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Commentary: Thai PM Prayut survives challenge but does this pave a way for Thaksin’s return?

Thailand’s court may have ruled that Prime Minister Prayut Chan-o-cha has not reached constitutional term limits, but things are not rosy for him as the next general election looms, says ISEAS-Yusof Ishak Institute’s Termsak Chalermpalanupap.

Commentary: Thai PM Prayut survives challenge but does this pave a way for Thaksin’s return?

Prayut Chan-O-cha has ruled Thailand since 2014. (Photo: AFP/File/Manan VATSYAYANA)

SINGAPORE: Following Thailand’s Constitutional Court ruling on Friday (Sep 30) that Prime Minister Prayut Chan-o-cha has not reached the eight-year constitutional limit in office, he can immediately return to work. Prayut may have survived this challenge from the opposition, but things are not all rosy - he is now a “lame duck” leader.

The court’s ruling that Prayut’s legal tenure started on Apr 6, 2017 – when the constitution came into force – means he could hit the term limit (if re-elected) on Apr 5, 2025, roughly halfway in the next four-year term. It puts Prayut in an awkward position, with only two years of eligibility left heading into the next general election.

The general election is scheduled for May 2023. However, it is widely anticipated that Prayut is going to dissolve the House and call an early general election soon after hosting this year’s Asia-Pacific Economic Cooperation (APEC) Economic Leaders’ Meeting in Bangkok in November. This will give his ministers who are politicians the invaluable advantage of incumbency during the election campaign.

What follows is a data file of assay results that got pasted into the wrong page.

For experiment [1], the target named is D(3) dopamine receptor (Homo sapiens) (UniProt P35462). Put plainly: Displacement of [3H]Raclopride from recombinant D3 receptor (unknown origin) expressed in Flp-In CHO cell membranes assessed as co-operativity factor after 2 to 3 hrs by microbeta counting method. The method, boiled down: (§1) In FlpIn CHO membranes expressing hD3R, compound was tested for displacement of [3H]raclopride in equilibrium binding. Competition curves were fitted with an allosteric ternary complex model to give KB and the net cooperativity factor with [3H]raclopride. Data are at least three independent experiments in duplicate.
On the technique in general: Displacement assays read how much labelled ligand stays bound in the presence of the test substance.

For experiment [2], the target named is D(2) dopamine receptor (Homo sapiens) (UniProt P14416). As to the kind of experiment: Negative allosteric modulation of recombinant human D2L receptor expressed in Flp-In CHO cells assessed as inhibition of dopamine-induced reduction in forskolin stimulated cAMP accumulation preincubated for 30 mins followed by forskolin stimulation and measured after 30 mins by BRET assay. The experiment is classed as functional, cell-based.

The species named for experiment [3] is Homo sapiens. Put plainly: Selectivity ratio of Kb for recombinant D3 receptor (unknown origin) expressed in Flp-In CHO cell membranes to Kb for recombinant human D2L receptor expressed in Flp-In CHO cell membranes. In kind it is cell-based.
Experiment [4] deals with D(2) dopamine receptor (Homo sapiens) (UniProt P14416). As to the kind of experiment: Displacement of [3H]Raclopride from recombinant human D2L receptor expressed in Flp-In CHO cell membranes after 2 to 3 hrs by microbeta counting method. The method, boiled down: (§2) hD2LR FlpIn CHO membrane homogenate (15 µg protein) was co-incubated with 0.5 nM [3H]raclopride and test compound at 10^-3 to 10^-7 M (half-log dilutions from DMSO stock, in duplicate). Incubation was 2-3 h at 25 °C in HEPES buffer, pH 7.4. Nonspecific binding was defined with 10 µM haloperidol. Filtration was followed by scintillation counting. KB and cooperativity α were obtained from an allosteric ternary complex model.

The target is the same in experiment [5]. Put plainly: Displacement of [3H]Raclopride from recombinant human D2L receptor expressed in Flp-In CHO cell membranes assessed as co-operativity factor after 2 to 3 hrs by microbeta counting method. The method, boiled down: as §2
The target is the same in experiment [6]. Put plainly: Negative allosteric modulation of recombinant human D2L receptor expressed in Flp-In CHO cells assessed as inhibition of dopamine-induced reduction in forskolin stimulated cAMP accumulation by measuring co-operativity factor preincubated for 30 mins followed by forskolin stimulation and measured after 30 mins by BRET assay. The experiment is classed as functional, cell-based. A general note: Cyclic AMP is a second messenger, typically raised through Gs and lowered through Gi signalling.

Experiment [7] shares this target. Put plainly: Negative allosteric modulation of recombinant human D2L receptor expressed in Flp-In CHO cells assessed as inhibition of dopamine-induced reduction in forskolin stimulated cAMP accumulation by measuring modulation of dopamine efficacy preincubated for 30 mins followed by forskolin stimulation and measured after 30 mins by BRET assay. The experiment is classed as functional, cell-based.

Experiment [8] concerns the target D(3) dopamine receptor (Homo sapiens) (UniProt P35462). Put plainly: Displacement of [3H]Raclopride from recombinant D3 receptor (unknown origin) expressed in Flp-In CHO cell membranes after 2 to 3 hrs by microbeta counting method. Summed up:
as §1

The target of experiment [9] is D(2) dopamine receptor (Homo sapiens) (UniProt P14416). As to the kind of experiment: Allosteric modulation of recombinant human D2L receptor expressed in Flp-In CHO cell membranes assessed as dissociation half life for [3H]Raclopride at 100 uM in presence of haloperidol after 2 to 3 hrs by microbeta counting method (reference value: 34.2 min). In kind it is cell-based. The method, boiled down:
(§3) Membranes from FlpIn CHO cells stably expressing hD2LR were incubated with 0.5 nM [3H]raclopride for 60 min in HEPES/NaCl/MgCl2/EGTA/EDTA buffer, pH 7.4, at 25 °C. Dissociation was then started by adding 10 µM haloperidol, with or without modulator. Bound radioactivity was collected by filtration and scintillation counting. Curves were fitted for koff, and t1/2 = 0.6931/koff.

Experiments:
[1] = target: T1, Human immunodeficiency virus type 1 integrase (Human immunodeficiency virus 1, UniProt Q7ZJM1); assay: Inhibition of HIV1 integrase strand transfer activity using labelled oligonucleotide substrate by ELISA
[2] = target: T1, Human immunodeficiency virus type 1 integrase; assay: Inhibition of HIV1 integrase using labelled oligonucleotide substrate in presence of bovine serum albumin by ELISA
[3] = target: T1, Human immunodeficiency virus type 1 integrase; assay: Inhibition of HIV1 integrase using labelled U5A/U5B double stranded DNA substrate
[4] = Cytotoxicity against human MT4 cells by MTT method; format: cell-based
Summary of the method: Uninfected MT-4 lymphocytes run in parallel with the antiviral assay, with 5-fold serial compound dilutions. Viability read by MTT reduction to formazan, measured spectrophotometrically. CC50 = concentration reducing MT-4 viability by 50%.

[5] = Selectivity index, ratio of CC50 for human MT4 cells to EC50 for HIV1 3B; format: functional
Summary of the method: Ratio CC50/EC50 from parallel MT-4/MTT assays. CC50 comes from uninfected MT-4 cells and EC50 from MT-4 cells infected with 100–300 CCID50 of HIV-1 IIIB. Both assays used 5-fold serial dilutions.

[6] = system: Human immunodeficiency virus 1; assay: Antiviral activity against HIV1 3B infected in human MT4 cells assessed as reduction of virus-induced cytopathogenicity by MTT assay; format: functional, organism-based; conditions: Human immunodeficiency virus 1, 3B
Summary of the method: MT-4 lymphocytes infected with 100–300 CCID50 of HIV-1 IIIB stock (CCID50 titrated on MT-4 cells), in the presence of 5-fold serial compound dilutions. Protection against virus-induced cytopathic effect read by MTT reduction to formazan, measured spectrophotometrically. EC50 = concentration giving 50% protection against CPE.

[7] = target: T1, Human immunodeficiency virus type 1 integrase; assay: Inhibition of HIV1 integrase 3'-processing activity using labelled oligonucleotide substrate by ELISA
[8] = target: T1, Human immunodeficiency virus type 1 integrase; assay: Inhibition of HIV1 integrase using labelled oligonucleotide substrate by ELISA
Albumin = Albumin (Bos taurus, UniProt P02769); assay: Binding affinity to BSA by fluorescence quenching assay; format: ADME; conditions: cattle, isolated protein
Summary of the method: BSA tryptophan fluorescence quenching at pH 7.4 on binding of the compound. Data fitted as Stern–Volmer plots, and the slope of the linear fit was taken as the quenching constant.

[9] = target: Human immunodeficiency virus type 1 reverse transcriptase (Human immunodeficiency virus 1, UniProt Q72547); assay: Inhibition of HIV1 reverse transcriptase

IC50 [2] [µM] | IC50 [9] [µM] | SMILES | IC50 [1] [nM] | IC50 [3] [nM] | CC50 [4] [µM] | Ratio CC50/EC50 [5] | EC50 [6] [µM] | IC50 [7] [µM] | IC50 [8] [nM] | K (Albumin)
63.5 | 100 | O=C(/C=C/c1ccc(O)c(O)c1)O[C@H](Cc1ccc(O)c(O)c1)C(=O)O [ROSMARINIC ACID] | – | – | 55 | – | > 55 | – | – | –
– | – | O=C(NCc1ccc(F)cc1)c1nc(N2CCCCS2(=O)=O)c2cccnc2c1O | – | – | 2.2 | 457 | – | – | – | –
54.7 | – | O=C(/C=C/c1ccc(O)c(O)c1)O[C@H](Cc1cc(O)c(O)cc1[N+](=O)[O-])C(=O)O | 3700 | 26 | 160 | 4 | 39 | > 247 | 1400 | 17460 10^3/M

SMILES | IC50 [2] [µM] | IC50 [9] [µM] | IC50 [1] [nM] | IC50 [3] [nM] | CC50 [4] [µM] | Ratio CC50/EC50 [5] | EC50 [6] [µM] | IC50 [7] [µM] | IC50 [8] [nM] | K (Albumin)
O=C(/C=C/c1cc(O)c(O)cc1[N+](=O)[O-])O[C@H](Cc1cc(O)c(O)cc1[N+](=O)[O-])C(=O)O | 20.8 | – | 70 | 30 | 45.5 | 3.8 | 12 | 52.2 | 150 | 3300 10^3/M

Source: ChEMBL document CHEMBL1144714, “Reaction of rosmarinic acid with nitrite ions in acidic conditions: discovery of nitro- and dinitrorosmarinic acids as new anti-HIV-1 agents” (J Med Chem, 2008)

Prayut’s self-confidence as an infallible strongman was already shattered when he was suspended from office on Aug 24. Now that his potential premiership can only last until April 2025, it would be unwise for the Palang Pracharath Party (PPP) to re-nominate Prayut as its sole candidate for the next premiership.

The PPP would need to show its supporters from the outset who will succeed Prayut after he reaches the eight-year limit. Each party is allowed to nominate up to three candidates.

On Mar 24, 2019, Thailand held its fist general election since a military coup brought down a democratically elected government under former prime minister Yingluck Shinawatra in 2014. (Photo: AFP)

In Prayut’s five-week absence, “Big Brother” First Deputy Prime Minister Prawit Wongsuwan stepped in as the acting prime minister. Surprisingly, the health of the 77-year-old former army chief, who is PPP leader, seemed to have suddenly improved; he can now walk unassisted during inspection trips to the provinces.

Prawit has pledged to serve the people with his heart despite his advanced age and physical frailty. He has also become friendlier towards the media and has shown himself to be more willing to answer questions in impromptu interviews.

Undoubtedly, the PPP sees the party boss as the most promising candidate for the premiership in the next general election.

On his part, Prawit said he wants the PPP to re-nominate Prayut. However, he has not ruled out the possibility of his own nomination as its second choice.

That said, what would be the selling point of renominating Prayut at all? His popularity has been plummeting and the court’s ruling has stirred up anger online, with some staging noisy protests in Bangkok to demand his immediate resignation “for the sake of Thailand’s better future”.